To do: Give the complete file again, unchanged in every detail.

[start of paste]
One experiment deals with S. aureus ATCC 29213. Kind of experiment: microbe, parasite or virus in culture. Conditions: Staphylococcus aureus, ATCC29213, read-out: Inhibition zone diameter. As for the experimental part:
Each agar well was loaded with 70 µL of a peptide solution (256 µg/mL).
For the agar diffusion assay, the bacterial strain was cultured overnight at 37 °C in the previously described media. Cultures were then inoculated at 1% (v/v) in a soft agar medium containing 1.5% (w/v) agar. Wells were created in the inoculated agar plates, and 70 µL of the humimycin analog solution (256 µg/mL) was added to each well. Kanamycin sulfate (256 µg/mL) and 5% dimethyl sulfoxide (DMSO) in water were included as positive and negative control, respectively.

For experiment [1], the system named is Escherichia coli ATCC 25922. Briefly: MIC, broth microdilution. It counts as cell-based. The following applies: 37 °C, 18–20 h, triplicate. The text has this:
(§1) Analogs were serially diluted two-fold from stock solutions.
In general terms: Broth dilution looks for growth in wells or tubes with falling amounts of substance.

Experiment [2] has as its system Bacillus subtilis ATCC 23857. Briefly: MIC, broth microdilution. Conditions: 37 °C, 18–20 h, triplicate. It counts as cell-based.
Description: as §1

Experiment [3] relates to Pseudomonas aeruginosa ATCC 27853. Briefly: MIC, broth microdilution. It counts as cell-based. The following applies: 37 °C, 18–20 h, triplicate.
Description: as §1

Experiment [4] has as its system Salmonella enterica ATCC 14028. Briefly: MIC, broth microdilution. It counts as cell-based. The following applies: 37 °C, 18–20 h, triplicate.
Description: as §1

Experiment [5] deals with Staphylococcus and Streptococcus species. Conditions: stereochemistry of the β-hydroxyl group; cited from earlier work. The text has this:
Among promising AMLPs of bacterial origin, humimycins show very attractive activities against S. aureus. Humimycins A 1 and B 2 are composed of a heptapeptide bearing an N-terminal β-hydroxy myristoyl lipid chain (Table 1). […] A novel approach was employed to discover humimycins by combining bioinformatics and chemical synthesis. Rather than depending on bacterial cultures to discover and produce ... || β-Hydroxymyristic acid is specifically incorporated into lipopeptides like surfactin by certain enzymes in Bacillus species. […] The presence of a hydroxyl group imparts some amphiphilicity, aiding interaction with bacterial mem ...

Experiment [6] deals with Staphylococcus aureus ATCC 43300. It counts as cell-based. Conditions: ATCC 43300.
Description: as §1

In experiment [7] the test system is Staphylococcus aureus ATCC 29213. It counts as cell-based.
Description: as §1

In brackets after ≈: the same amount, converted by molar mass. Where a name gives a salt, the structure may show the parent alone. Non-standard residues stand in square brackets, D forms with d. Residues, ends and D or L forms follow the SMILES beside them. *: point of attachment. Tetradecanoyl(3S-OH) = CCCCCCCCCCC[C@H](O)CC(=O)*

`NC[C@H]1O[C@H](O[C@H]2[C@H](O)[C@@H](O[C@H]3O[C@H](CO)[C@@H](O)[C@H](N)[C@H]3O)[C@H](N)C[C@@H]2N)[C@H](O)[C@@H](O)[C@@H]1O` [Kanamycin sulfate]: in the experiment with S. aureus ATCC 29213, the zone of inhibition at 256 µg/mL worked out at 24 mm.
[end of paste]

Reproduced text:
One experiment deals with S. aureus ATCC 29213. Kind of experiment: microbe, parasite or virus in culture. Conditions: Staphylococcus aureus, ATCC29213, read-out: Inhibition zone diameter. As for the experimental part:
Each agar well was loaded with 70 µL of a peptide solution (256 µg/mL).
For the agar diffusion assay, the bacterial strain was cultured overnight at 37 °C in the previously described media. Cultures were then inoculated at 1% (v/v) in a soft agar medium containing 1.5% (w/v) agar. Wells were created in the inoculated agar plates, and 70 µL of the humimycin analog solution (256 µg/mL) was added to each well. Kanamycin sulfate (256 µg/mL) and 5% dimethyl sulfoxide (DMSO) in water were included as positive and negative control, respectively.

For experiment [1], the system named is Escherichia coli ATCC 25922. Briefly: MIC, broth microdilution. It counts as cell-based. The following applies: 37 °C, 18–20 h, triplicate. The text has this:
(§1) Analogs were serially diluted two-fold from stock solutions.
In general terms: Broth dilution looks for growth in wells or tubes with falling amounts of substance.

Experiment [2] has as its system Bacillus subtilis ATCC 23857. Briefly: MIC, broth microdilution. Conditions: 37 °C, 18–20 h, triplicate. It counts as cell-based.
Description: as §1

Experiment [3] relates to Pseudomonas aeruginosa ATCC 27853. Briefly: MIC, broth microdilution. It counts as cell-based. The following applies: 37 °C, 18–20 h, triplicate.
Description: as §1

Experiment [4] has as its system Salmonella enterica ATCC 14028. Briefly: MIC, broth microdilution. It counts as cell-based. The following applies: 37 °C, 18–20 h, triplicate.
Description: as §1

Experiment [5] deals with Staphylococcus and Streptococcus species. Conditions: stereochemistry of the β-hydroxyl group; cited from earlier work. The text has this:
Among promising AMLPs of bacterial origin, humimycins show very attractive activities against S. aureus. Humimycins A 1 and B 2 are composed of a heptapeptide bearing an N-terminal β-hydroxy myristoyl lipid chain (Table 1). […] A novel approach was employed to discover humimycins by combining bioinformatics and chemical synthesis. Rather than depending on bacterial cultures to discover and produce ... || β-Hydroxymyristic acid is specifically incorporated into lipopeptides like surfactin by certain enzymes in Bacillus species. […] The presence of a hydroxyl group imparts some amphiphilicity, aiding interaction with bacterial mem ...

Experiment [6] deals with Staphylococcus aureus ATCC 43300. It counts as cell-based. Conditions: ATCC 43300.
Description: as §1

In experiment [7] the test system is Staphylococcus aureus ATCC 29213. It counts as cell-based.
Description: as §1

In brackets after ≈: the same amount, converted by molar mass. Where a name gives a salt, the structure may show the parent alone. Non-standard residues stand in square brackets, D forms with d. Residues, ends and D or L forms follow the SMILES beside them. *: point of attachment. Tetradecanoyl(3S-OH) = CCCCCCCCCCC[C@H](O)CC(=O)*

`NC[C@H]1O[C@H](O[C@H]2[C@H](O)[C@@H](O[C@H]3O[C@H](CO)[C@@H](O)[C@H](N)[C@H]3O)[C@H](N)C[C@@H]2N)[C@H](O)[C@@H](O)[C@@H]1O` [Kanamycin sulfate]: in the experiment with S. aureus ATCC 29213, the zone of inhibition at 256 µg/mL worked out at 24 mm.